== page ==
A shed roof has two major functions: to direct weather elements away from the shed and to improve aesthetics. However, there are so many shed roof framing styles you can easily get overwhelmed when choosing one. You have to consider its shape, size, design, beauty, durability, and much more. Today, we’re reviewing two of the most popular shed roof types–Lean-to and Gable–to help you pick the right one for your shed.
When to Use a Lean-To Roof
As its name indicates, a lean-to roof slopes down and does not rise in the center like a standard roof. It is also known as a skillion roof. Here are a few scenarios when a lean-to shed roof is ideal.
Use a Lean-To Roof If You Live in a Snowy or Rainy Area
The steep pitch of a lean-to roof allows water and snow to easily run off. It makes the roof ideal for areas that experience a lot of rain and snow. The roof leans away from the shed, pushing water away from the structure. It prevents the accumulation of water puddles that may damage the shed or the siding.
A Lean-To Roof is Ideal When You Want to Save Space
If you want to build a shed under your second-story deck or to make dead space functional, a lean-to shed is ideal. The great thing about this roof type is it can go almost anywhere. You can attach the shed to your house and make use of the dead space that would otherwise remain unused.
A shed that is attached to your home provides a lot of useful space. And if the roof slopes toward the front, it keeps water away from your home’s foundation. If your shed is made out of wood, you can paint it the same color as your home’s siding.
Install a Lean-To Roof If You Have a Small Budget
Because a lean-to shed roof consists of one flat surface, it is easier to install than other roof types. Its simple design also makes it cost-effective. The roof uses fewer materials, cutting down part of the cost. A lean-to roof can also be built quite fast because a contractor does not have to install multiple ridges or make surfaces meet. These processes usually make the job more challenging.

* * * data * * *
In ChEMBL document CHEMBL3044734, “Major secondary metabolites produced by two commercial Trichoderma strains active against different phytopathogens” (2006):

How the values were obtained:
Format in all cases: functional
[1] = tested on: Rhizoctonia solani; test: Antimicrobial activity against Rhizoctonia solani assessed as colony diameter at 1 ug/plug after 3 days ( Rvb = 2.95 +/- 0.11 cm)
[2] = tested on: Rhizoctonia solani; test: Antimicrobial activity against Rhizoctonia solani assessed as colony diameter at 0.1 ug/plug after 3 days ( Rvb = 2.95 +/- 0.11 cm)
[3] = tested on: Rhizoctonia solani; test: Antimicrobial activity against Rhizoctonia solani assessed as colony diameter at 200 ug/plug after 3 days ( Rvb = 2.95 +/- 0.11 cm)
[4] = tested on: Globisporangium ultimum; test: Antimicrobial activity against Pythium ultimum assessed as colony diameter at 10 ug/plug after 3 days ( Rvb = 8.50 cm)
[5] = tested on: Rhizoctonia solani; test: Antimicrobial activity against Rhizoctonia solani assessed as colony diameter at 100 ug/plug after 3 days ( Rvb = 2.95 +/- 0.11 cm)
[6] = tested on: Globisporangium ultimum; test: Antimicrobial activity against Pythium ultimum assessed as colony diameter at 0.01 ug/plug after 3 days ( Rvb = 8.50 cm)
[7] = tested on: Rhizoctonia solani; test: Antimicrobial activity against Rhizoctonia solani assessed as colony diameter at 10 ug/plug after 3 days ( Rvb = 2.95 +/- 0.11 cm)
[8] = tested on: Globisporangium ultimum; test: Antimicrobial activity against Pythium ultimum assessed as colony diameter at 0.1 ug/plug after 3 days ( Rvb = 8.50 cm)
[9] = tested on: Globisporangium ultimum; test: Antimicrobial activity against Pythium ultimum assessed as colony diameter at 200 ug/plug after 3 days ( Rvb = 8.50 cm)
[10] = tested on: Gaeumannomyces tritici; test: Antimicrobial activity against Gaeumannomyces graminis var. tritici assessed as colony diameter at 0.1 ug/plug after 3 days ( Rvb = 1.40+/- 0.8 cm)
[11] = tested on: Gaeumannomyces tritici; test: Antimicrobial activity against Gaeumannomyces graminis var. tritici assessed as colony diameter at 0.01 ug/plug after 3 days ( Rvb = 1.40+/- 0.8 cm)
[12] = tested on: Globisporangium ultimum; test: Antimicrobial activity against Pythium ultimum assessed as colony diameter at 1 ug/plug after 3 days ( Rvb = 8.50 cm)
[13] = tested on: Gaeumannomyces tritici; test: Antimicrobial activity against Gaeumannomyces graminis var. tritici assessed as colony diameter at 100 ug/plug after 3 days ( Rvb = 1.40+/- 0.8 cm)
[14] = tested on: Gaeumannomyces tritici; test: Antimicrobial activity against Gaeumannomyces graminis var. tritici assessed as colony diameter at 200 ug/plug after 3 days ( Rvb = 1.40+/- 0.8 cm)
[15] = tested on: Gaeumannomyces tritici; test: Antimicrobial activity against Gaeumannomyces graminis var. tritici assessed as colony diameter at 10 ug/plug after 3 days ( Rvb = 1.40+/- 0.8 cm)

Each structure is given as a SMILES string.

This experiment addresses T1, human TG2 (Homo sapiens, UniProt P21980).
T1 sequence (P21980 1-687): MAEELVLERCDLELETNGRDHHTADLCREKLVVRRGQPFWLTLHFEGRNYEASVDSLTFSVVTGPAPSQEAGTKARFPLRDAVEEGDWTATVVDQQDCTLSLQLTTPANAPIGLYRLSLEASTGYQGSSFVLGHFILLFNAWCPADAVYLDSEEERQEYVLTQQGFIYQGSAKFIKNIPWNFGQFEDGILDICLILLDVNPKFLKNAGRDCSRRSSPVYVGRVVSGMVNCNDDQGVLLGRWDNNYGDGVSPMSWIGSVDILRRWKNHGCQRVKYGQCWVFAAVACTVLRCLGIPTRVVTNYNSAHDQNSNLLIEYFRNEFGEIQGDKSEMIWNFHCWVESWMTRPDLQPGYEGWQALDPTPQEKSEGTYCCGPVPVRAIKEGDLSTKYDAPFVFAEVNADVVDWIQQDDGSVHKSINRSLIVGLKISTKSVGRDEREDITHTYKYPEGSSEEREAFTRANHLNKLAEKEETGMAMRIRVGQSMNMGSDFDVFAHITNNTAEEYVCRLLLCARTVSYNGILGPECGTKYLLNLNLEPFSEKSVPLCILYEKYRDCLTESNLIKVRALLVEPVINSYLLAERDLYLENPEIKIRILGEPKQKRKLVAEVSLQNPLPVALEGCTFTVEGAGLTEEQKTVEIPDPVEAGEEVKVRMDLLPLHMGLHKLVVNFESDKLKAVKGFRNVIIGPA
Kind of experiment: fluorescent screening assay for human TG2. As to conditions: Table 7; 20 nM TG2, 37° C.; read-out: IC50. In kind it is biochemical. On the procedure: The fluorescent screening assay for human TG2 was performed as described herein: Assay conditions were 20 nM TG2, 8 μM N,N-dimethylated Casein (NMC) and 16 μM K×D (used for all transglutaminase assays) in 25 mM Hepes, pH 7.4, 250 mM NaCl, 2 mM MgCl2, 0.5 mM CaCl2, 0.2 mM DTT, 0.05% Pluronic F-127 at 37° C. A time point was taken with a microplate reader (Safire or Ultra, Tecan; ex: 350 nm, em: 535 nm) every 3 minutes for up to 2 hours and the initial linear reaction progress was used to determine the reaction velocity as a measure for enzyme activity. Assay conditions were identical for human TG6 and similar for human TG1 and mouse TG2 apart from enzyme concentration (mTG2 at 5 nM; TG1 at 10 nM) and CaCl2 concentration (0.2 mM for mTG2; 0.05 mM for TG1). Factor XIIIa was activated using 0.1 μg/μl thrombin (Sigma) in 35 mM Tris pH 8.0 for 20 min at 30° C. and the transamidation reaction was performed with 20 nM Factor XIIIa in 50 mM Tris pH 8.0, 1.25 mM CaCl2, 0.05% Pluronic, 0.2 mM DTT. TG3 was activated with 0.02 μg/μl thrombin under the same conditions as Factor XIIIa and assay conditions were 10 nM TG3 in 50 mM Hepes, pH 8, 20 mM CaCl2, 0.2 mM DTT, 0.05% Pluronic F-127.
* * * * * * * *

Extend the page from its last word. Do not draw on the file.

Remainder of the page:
When to Use a Gable Roof
A gable roof is created using two slopes that join to form a triangle. This roof type is also known as a peaked or a pitched roof. It is one of the most popular roof types in the United States and is easily recognized by its triangular shape. Here are some situations where this type of roof is ideal.
When You Want Your Shed Roof to Withstand Different Weather Elements
Because a gable roof has a slope on either side, it excellently diverts snow, rain, and sleet away from the shed, preventing the build-up of elements that may damage it in the long term. The roof offers a high level of protection to the shed and forms a natural displacement system for different weather elements. It is the best type of roof if you live in a high-altitude area that normally experiences a lot of snowfall in winter.
If You Need a Lot of Storage Space
When you opt for a shed with a gable roof, you give yourself a bit of additional space that can make all the difference in how you live. If you install a vaulted ceiling inside the shed, it becomes not only visually appealing, it also adds useful space where there may not have been any. The triangular design of a gable roof also makes for better ventilation in the shed. You can also choose a sturdy material for the shed’s interior to make the most of vertical space.
Install a Gable Roof If You Don’t Live in an Area with High Winds or Hurricanes
If you happen to live in an area that frequently experiences high winds or hurricanes, a gable roof can be quite problematic. It can quickly collapse if its frames do not have adequate support. High winds can also cause the components of a gable roof to peel away.
If the roof has a large overhang, high winds can form an uplift underneath and detach the roof from the walls. So, if you decide to have a gable shed roof installed in a high-wind area, make sure the proper braces are used.
Lean-To vs. Gable: Choosing the Best Roof for Your Shed
Each of these two roof types has its own unique features and benefits. Before your shed, consider where you live, the available space, and your budget. There’s no use installing a shed roof that won’t last. Pick one that is both functional and appealing. It will last for years and enhance the aesthetics of your outdoor space.